It’s difficult to argue with the conclusions expressed above, based either on scientific principles or on scientific facts reported in the extensive literature on the subject (some of which has been discussed in previous issues of this magazine). One would think that the great weight of evidence regarding the fundamental role of nutrition in maintaining or improving human health and well-being would make this subject a focal point of medical education. But one would be wrong—more so in the United States than in many other countries, where physicians are better educated in the principles of nutrition.

Like a great ship at sea, though, the American medical profession is slowly turning toward a better understanding and appreciation of what nutritional biochemists have long known: you can do yourself a world of good not only by not eating the wrong things but also by seeking out and eating the right things. The kicker is that what’s right (i.e., optimal) changes somewhat as we age, so we must all learn and adapt as we go along.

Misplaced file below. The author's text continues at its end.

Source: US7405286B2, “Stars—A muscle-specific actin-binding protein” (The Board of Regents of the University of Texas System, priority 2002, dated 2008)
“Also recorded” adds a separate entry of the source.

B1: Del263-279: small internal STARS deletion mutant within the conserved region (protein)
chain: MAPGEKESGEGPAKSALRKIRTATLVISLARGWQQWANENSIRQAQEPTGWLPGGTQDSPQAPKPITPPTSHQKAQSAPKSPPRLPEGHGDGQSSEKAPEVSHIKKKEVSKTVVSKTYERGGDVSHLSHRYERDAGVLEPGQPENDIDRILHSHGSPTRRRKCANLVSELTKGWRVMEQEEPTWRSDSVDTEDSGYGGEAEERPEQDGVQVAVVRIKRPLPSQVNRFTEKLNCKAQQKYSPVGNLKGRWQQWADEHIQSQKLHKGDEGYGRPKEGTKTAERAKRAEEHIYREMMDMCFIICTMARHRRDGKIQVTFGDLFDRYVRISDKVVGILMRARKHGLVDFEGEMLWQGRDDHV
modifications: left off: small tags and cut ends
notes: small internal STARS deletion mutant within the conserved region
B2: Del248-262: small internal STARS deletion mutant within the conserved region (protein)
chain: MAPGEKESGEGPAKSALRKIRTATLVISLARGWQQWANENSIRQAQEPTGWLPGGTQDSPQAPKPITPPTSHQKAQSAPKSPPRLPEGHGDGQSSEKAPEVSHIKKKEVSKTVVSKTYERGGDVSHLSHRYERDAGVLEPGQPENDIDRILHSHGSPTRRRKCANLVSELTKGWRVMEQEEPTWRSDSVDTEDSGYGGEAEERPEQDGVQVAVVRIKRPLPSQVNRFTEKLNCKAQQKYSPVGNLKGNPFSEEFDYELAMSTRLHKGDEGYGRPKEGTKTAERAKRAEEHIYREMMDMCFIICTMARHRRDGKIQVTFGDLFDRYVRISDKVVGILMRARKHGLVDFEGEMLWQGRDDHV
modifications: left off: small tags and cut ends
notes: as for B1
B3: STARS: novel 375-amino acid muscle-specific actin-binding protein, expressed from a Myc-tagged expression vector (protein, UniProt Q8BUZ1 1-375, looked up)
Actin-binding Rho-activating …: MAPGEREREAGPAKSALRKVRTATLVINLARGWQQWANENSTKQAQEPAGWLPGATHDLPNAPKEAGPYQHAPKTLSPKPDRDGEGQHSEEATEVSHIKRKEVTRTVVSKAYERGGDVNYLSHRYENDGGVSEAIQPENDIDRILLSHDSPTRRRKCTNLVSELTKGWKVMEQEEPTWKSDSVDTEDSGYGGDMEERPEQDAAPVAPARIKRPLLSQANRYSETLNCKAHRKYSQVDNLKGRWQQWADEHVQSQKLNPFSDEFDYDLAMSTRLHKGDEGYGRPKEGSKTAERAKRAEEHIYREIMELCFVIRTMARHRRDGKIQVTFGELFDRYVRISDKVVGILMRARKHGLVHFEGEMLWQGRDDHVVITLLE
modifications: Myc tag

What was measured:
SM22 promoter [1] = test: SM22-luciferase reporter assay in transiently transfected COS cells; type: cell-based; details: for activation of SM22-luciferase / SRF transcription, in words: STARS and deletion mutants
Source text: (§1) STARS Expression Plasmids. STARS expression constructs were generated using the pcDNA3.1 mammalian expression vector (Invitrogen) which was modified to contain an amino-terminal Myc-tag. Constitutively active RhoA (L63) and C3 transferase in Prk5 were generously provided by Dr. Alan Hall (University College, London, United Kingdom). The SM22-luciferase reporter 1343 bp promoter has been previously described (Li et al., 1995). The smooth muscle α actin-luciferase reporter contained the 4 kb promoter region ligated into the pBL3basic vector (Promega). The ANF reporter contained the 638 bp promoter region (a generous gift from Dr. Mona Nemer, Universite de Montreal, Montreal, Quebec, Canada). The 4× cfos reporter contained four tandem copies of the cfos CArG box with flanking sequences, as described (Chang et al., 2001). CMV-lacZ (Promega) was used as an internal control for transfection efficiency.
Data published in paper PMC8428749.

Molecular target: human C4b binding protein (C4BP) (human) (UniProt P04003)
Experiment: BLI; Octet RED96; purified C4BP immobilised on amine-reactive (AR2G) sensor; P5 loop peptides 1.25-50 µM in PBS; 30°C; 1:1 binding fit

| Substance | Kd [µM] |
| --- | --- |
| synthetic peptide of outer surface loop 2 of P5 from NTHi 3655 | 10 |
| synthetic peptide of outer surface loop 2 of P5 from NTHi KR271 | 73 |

Multiple Brain Nutrients—The Key to Better Cognition

In their manuscript, the Dutch researchers pointed to the growing interest in the role of nutrition in diseases of aging, such as dementia, stating that poor nutrition is among the most obvious, yet under-recognized, factors in the impairment of cognitive function. Although epidemiological studies have shown conflicting results in this regard, there is much evidence for specific associations between certain nutrient deficiencies and the risk for Alzheimer’s, particularly in the frail elderly, whose nutrition often leaves much to be desired.